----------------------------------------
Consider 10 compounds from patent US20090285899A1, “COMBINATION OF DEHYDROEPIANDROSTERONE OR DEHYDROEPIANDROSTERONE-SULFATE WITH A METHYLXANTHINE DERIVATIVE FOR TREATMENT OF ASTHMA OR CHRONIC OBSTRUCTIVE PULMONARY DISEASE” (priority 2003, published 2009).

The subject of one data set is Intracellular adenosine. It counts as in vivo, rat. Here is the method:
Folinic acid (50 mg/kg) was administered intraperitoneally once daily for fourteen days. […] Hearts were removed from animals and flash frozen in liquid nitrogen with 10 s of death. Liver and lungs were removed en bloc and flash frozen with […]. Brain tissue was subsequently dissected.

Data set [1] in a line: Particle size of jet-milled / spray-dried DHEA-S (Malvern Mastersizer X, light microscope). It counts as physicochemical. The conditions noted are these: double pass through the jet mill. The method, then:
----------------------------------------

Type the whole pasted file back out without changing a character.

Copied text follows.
Consider 10 compounds from patent US20090285899A1, “COMBINATION OF DEHYDROEPIANDROSTERONE OR DEHYDROEPIANDROSTERONE-SULFATE WITH A METHYLXANTHINE DERIVATIVE FOR TREATMENT OF ASTHMA OR CHRONIC OBSTRUCTIVE PULMONARY DISEASE” (priority 2003, published 2009).

The subject of one data set is Intracellular adenosine. It counts as in vivo, rat. Here is the method:
Folinic acid (50 mg/kg) was administered intraperitoneally once daily for fourteen days. […] Hearts were removed from animals and flash frozen in liquid nitrogen with 10 s of death. Liver and lungs were removed en bloc and flash frozen with […]. Brain tissue was subsequently dissected.

Data set [1] in a line: Particle size of jet-milled / spray-dried DHEA-S (Malvern Mastersizer X, light microscope). It counts as physicochemical. The conditions noted are these: double pass through the jet mill. The method, then: